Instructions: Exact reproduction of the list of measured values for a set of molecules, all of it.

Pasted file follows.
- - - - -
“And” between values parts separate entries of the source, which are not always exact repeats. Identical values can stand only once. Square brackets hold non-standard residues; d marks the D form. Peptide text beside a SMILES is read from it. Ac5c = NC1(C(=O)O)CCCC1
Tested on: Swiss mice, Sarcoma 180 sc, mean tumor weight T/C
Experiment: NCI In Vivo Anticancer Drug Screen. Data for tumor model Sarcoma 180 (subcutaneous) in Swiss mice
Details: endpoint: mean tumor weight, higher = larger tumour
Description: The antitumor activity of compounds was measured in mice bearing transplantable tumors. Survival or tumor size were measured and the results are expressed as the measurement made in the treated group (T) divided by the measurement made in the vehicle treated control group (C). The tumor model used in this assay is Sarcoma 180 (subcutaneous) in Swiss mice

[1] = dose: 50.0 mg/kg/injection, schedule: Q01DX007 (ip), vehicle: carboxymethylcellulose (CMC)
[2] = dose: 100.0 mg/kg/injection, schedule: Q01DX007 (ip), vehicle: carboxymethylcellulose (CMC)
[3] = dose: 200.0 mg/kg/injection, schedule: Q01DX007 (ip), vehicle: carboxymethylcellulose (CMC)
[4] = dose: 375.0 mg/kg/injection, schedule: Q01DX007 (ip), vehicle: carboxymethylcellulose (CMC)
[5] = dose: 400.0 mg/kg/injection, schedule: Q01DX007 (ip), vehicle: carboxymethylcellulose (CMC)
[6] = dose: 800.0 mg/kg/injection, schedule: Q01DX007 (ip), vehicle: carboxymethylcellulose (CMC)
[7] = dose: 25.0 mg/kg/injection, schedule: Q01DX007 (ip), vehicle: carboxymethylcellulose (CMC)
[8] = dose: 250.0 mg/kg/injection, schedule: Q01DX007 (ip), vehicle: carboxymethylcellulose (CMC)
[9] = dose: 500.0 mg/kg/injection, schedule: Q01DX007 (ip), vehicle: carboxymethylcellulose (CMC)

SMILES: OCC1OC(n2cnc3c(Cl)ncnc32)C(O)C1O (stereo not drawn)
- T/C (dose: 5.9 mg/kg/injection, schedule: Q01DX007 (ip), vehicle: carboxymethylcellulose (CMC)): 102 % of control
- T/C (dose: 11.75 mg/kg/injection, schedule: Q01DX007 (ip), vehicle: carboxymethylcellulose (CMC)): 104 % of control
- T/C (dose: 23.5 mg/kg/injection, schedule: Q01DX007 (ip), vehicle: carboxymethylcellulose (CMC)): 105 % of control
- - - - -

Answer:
“And” between values parts separate entries of the source, which are not always exact repeats. Identical values can stand only once. Square brackets hold non-standard residues; d marks the D form. Peptide text beside a SMILES is read from it. Ac5c = NC1(C(=O)O)CCCC1
Tested on: Swiss mice, Sarcoma 180 sc, mean tumor weight T/C
Experiment: NCI In Vivo Anticancer Drug Screen. Data for tumor model Sarcoma 180 (subcutaneous) in Swiss mice
Details: endpoint: mean tumor weight, higher = larger tumour
Description: The antitumor activity of compounds was measured in mice bearing transplantable tumors. Survival or tumor size were measured and the results are expressed as the measurement made in the treated group (T) divided by the measurement made in the vehicle treated control group (C). The tumor model used in this assay is Sarcoma 180 (subcutaneous) in Swiss mice

[1] = dose: 50.0 mg/kg/injection, schedule: Q01DX007 (ip), vehicle: carboxymethylcellulose (CMC)
[2] = dose: 100.0 mg/kg/injection, schedule: Q01DX007 (ip), vehicle: carboxymethylcellulose (CMC)
[3] = dose: 200.0 mg/kg/injection, schedule: Q01DX007 (ip), vehicle: carboxymethylcellulose (CMC)
[4] = dose: 375.0 mg/kg/injection, schedule: Q01DX007 (ip), vehicle: carboxymethylcellulose (CMC)
[5] = dose: 400.0 mg/kg/injection, schedule: Q01DX007 (ip), vehicle: carboxymethylcellulose (CMC)
[6] = dose: 800.0 mg/kg/injection, schedule: Q01DX007 (ip), vehicle: carboxymethylcellulose (CMC)
[7] = dose: 25.0 mg/kg/injection, schedule: Q01DX007 (ip), vehicle: carboxymethylcellulose (CMC)
[8] = dose: 250.0 mg/kg/injection, schedule: Q01DX007 (ip), vehicle: carboxymethylcellulose (CMC)
[9] = dose: 500.0 mg/kg/injection, schedule: Q01DX007 (ip), vehicle: carboxymethylcellulose (CMC)

SMILES: OCC1OC(n2cnc3c(Cl)ncnc32)C(O)C1O (stereo not drawn)
- T/C (dose: 5.9 mg/kg/injection, schedule: Q01DX007 (ip), vehicle: carboxymethylcellulose (CMC)): 102 % of control
- T/C (dose: 11.75 mg/kg/injection, schedule: Q01DX007 (ip), vehicle: carboxymethylcellulose (CMC)): 104 % of control
- T/C (dose: 23.5 mg/kg/injection, schedule: Q01DX007 (ip), vehicle: carboxymethylcellulose (CMC)): 105 % of control